CAP rates like I’m five

13 Replies

So as I understand, a CAP rate is based on NOI. However, I’ve also been told that CAP rates have to do with risk. Question, why would I want a higher CAP rate if it brings increased risk. For example taking a 6 CAP to a 9 CAP. Thanks for the help!!!!

I don't really see a question here. But yes you can expect 5 caps to be in nicer areas with newer more stable buildings with higher rents/unit. While 12 caps are older with worse neighborhoods with lower average rents/unit.

Same with life. People need to get paid more to put up with crap and have more potential losses. Starting a new business could be big money or a big loss. Buying the S&P index fund is safer with no big upside.

Hey @Nick Mauldin ! CAP rate is a bench mark for judging dissimilar properties, and for telling you how well its performing based on the cost of the property. The higher rate doesn't relate to risk necessarily but can help get you in the ball park on if you want to analyse a property further. CAP rate is short for capitalization rate, meaning how long till you pay off the asset cost with the net income. So lets say for easy numbers...I have a two unit property that would cost me 100K that is making me a net income of 10K a year and a 3 unit that was 200K and was making me 16K a year.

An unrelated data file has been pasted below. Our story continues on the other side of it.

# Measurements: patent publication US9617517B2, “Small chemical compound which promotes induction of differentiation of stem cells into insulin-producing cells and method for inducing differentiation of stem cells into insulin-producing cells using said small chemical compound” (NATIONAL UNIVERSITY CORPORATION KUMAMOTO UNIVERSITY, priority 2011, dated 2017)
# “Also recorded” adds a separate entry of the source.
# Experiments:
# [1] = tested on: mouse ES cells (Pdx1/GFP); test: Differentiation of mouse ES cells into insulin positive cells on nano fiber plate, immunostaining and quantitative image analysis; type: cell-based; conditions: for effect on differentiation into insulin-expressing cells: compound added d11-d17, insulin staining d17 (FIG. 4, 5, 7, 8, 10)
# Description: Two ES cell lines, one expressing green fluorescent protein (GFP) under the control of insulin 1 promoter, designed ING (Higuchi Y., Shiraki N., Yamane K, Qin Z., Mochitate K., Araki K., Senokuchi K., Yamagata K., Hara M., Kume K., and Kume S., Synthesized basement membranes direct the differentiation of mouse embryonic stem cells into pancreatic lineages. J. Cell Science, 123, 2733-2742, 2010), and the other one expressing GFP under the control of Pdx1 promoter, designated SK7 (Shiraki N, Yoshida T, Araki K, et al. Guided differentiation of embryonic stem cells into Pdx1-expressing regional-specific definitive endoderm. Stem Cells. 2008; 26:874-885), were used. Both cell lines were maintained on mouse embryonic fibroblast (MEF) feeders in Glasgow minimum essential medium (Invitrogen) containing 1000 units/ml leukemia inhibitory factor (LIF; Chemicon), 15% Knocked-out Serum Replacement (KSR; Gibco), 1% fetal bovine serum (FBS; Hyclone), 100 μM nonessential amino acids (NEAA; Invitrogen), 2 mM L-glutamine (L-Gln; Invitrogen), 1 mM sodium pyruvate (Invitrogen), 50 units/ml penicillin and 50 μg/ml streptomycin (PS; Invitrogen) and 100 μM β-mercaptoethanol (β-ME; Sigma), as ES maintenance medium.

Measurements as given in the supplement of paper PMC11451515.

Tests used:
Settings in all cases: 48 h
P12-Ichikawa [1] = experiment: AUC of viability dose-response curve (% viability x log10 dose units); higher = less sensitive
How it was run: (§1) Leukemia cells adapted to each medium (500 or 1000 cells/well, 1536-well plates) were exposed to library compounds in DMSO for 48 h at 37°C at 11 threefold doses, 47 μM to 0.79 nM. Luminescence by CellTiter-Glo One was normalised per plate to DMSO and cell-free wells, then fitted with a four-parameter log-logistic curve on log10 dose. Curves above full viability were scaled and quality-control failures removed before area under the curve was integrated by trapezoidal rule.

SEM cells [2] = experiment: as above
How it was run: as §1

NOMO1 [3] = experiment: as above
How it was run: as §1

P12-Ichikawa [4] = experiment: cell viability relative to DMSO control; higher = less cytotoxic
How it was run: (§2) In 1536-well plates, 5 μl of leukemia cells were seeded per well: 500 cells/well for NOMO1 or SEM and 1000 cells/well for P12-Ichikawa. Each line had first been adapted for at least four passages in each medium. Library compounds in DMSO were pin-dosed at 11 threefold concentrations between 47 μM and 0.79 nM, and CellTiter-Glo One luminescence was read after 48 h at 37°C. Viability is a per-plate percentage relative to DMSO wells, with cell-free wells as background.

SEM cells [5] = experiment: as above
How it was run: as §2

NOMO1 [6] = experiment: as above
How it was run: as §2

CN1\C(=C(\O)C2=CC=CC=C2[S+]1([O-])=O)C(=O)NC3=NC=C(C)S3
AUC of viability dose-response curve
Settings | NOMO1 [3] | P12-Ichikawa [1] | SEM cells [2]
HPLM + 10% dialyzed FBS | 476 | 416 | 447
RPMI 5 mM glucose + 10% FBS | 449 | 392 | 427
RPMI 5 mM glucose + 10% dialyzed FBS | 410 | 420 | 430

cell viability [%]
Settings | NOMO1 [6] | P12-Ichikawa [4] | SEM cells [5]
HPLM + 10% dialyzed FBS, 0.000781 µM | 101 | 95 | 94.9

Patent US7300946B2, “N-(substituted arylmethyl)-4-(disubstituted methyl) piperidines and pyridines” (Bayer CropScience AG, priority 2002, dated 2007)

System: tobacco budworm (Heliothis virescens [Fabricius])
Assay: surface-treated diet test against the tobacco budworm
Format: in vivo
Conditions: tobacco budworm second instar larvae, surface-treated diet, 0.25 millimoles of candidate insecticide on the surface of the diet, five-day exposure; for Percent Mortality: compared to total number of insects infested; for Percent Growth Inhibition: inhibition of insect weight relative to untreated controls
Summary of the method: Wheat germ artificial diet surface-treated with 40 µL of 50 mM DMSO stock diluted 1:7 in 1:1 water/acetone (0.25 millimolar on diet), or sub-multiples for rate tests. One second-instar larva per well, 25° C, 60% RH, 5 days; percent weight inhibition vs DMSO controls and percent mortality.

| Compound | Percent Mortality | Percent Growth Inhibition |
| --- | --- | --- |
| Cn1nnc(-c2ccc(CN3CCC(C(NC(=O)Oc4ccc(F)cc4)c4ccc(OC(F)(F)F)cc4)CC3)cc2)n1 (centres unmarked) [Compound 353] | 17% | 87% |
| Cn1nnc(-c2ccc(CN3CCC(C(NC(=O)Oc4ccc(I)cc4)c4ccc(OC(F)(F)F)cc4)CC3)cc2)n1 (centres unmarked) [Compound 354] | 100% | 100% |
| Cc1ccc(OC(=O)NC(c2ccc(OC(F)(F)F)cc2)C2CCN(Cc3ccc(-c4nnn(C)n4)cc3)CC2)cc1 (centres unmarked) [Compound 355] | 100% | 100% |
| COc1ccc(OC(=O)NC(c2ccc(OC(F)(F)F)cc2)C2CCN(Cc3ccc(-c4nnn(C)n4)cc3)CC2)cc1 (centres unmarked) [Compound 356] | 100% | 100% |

1.) 10,000/100,000 -> .10 -> 10% cap rate, or ten years to capitalize on my investment. 

2.) 16,000/200,000 -> .08 -> 8% cap rate, 12.5 years to capitalize on my investment. 

So though the two options are a lot different I can quickly see that the first option is a better cap rate even though its less cash flow. At this point it really depends on what your investment strategy is. Some people don't care about cap rate and want to look at the cash flow per door, or cash on cash return. But its still a good tool for at least giving you a 30,000 view to get you in the ball park on if this is something you want to look at. You can also use this to see what is normal for your area on what is a good deal or not. I know in some places they wont touch something unless its a 10% cap rate, in other areas they would jump at 6%. Any folks want to jump in on that part of the discussion? 

Good luck Nick! 

JB. 

If you're a buyer, you want a higher cap rate for the risk you take. A higher cap rate for a buyer means you get the property for cheaper relative to the rents you collect. As a seller, you want a low cap rate because that means you can sell for higher relative to the rents you collect.

Thats a good way to describe it too Account Closed  but from a marketing standpoint its going to be hard to get someone to buy your property if you don't show a good cap rate compared to other properties in your market. 

There may or may not be a correlation between cap rate and risk.  Here is an example. Is a 4 cap in LA less risky than a 6 cap in Dallas?  If you bought a property at a 1cap because of high vacancy, I wouldn't call this a low risk transaction.  The point is, typically a high cap rate may indicate that the property is in a bad area, but a low cap rate doesn't mean that it is a lower risk property.